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How to tap into millennials passion

The majority of youth ministry staff and volunteers would be labeled by sociologists as part of the millennial generation. (As opposed to our students, who are part of the digital generation.)

And, practically speaking, in order to make our ministry fly in our church/organization we need volunteers to pour themselves out and make an investment in our students. Many of us have discovered that this is a difficult task. We make pitches and we invite caring adults into our students lives and our first and second picks are typically too busy or over-committed. So we end up settling for people who are willing instead of people who might be the best fit. (That’s complicated and full of assumption, right?)

But my point is that to attract and keep the best people for our ministry we may need to examine how the generation we are asking to engage is motivated.

That’s exactly the point of a new study published by Barkley and sliced and diced by Carol Phillips of the University of Notre Dame. Here’s a couple of points from Carol’s summary which I thought were important to us leading youth groups.

  • Collaboration. The (sic) desire to connect with brands that share their passions is a key motivation, both online and offline.
  • Authenticity. The vast majority believe “Being True To Yourself” is inherently more influential in life (62%).
  • Involved. Making a differences lies in the cumulative effect of small decisions, little actions, not necessarily a big career accomplishment.
  • Influenced. 70 percent of Millennials reported feeling more excited when their friends agreed with them about where to shop, eat and play. Only 48 percent of older adults were as heavily influenced by their friends and colleagues.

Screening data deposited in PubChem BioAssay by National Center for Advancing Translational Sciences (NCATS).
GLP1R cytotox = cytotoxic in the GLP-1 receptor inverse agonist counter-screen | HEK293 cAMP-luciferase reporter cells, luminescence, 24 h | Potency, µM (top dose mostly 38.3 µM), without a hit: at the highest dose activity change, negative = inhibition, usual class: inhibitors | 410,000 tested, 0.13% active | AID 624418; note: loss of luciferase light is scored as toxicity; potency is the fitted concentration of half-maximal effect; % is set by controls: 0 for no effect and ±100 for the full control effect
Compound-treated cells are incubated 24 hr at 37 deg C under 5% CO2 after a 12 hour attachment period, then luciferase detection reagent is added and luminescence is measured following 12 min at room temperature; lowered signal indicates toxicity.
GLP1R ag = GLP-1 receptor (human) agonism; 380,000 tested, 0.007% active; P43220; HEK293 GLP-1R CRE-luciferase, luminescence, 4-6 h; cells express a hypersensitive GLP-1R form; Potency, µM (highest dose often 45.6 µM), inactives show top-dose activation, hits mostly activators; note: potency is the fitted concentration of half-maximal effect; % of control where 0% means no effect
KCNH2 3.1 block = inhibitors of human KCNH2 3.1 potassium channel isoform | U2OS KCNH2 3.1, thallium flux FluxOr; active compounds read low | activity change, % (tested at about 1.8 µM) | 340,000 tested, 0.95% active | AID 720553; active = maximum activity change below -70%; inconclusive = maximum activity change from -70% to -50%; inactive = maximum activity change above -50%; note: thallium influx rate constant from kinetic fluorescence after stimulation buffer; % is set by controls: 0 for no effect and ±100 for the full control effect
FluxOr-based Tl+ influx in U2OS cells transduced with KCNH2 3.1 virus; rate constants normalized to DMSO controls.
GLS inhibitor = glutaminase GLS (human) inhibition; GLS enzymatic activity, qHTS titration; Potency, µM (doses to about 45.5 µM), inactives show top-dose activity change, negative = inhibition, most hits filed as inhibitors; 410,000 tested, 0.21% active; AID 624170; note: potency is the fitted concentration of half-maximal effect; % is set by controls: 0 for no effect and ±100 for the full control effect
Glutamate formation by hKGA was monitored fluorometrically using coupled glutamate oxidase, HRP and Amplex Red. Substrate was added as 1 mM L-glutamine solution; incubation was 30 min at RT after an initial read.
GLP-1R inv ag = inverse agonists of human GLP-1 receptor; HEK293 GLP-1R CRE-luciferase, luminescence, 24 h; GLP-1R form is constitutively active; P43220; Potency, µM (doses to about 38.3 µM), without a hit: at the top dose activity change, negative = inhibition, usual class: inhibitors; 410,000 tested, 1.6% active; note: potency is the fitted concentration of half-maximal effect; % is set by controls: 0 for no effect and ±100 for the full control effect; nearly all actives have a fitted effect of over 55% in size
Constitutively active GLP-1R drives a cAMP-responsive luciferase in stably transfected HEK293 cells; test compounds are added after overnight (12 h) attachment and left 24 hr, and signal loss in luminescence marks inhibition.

• Adventure. The large majority of Millennials (70 percent) want to visit every continent in their lifetime. Fewer than half of older adults report that goal.
What impact could these learning have on your ministry?
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The Pace of Puberty Matters

There’s been a lot of research about the psychological and social impact of early onset or late onset puberty in both males and females. But researchers are now looking into the emotional and psychological impact of the pace at which physical puberty occurs. Here’s some of the highlights of what they learned:

A provocative new research reports suggests that children who speed through puberty are more likely to act out and to suffer from anxiety and depression.

Why does going through puberty at a faster rate relate to external behavior problems and internal anxiety and depression?

“The thought is that when the major changes of puberty are compressed into a shorter amount of time, adolescents don’t have enough time to acclimate, so they’re not emotionally or socially ready for all the changes that happen,” said Marceau.

“This is the explanation that originally was attributed solely to early timing, but we suggest that the same thing also is happening if the rate of puberty is compressed.”

Read the rest at PsychCentral

Have you seen this with any of your students?